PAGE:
Lesson 1: We are moving back because we had no choice. If I felt a grab on my shoulder I would not choose to step blindly into the unknown and walk into a punch, or worse, a knife in my back or kidney. This technique is teaching how to make the best of bad timing situation.
Lesson 2: Ideally I maintain my center of gravity and balance as I move back. If throughout your everyday casual movement and lifestyle, you commit to maintaining posture and an active awareness of your center, then even when surprised you will maintain good balance. Your position will change, of course, but posture and sense of center will not be lost. However, if you wait to have posture and balance once you are actually in a fight, you will be off balance because you were unaware of your center before their energy impacted you.
Lesson 3: Borrowed force. Use the force of the initial pulling to transfer that body momentum into your initial strike -- the hammerfist to the groin.
Lesson 4: Limit target exposure by having your strikes travel along a path that clears your most vulnerable target area. Self-defense is an active process and trying to block every attack that comes at us without offering retaliation would be a naive approach. Without deterrent, our attacker will likely continue the assault until eventually their strike finds the mark. Of course, when you strike your hand (or leg) is no longer in a defensive position. This vulnerability can be partially offset by having the strike travel in a path that is occupying the zone that your opponent would have to travel to hit you. On revolving hammer, our initial hammerfist is protecting our right kidney and ribs which is a target that is being accelerated towards our opponent's fist or knife. Note that our head is protected by our left hand that is doing the pinning check on their left hand which is holding our shoulder. So while the left hand does a pinning check against one attack, it is also serving as a positional check against other attacks to that zone.
Lesson 5: Repeating a combination to insure the job is done. Like an airplane with redundant features (when one engine fails you do not fall out the sky), repeating a series of strikes will amplify the damage if all the blows strike but will also allow accuracy adjustments if your initial strikes are blocked, are too far away, or simply slightly miss the target. A hammerfist to the thigh is annoying but does not create the affect we want when striking the groin. The vertical backfist to the bridge of the nose will obstruct their vision (eyes naturally tear up) and cause immediate bleeding and distracting pain. That same strike if it missed and hit the forehead will hurt our fist as much (or more!) than their forehead. So sometimes it is good to practice repeating a strike, or combination of strikes, to insure the result desired is achieved.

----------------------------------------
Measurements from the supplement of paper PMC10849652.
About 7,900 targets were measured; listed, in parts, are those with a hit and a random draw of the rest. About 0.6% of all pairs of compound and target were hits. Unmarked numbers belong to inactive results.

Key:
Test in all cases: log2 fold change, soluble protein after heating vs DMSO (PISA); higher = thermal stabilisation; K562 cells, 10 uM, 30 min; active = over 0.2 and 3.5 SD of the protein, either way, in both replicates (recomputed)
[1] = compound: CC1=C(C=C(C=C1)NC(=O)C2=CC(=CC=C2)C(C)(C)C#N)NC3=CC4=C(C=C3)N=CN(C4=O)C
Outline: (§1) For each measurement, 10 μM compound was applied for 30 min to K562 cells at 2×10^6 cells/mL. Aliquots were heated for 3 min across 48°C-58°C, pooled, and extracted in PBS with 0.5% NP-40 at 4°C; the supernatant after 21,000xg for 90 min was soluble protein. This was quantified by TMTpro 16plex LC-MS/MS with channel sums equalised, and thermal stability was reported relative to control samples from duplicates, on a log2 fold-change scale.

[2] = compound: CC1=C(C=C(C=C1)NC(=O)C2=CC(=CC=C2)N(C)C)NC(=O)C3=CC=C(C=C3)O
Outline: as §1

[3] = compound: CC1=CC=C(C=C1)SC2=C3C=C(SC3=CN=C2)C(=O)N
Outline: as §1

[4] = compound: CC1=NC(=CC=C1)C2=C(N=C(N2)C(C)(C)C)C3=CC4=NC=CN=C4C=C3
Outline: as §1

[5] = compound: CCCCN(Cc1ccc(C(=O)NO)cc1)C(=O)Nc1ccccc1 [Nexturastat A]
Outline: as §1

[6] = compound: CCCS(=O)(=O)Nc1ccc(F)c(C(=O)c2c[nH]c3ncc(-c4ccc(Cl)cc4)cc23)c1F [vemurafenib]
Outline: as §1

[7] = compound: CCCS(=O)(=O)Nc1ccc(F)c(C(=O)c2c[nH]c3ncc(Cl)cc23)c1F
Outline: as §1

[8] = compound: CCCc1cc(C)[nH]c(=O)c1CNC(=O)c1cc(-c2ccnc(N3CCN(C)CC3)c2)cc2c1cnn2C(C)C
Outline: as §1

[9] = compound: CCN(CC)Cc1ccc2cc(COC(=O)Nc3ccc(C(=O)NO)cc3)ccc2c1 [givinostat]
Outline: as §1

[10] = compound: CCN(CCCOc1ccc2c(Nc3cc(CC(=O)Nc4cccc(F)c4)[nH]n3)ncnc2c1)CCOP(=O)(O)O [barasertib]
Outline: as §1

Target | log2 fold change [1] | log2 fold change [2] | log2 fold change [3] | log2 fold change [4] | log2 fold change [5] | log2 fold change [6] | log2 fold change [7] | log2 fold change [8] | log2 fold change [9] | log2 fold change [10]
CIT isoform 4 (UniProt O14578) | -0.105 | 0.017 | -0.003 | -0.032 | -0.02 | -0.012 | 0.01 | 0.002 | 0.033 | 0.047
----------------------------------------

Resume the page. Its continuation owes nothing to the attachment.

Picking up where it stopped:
METHODS OF DRILLL:
1. Practice the premise of maintaining center of balance when pulled by drilling with a partner where you close your eyes and they push and pull on you a variety of directions and amount of force. Try not to anticipate where to step but just concentrate on feeling a sense of posture, relaxed rootedness, and awareness of your center. As the force travels into you move as needed (but not more) to keep balance. This is fun to do with one student with their eyes closed as two or three classmates just push and pull them around.
2. This entire technique (except the rear scoop kick) is perfect for practicing on a hanging heavy bag. This will allow you to work full power. A kicking shield also will work for this drill.
3. This technique is easily adapted for a variety of attacks from both the front and rear. Also this technique can be grafted to just about any of your existing techniques.
4. Play with "alternative endings." This techniques uses a scoop and rear kick and then covers away from opponent. However, if when unlocking your car door you got grabbed, you would not have room to cover out in that fashion. Explore alternative exit strategies.
WHAT IS IN A NAME? The repetitive swinging from the hammerfist to the groin and vertical back knuckle to the bridge of the nose is "revolving" (at least a partial revolution).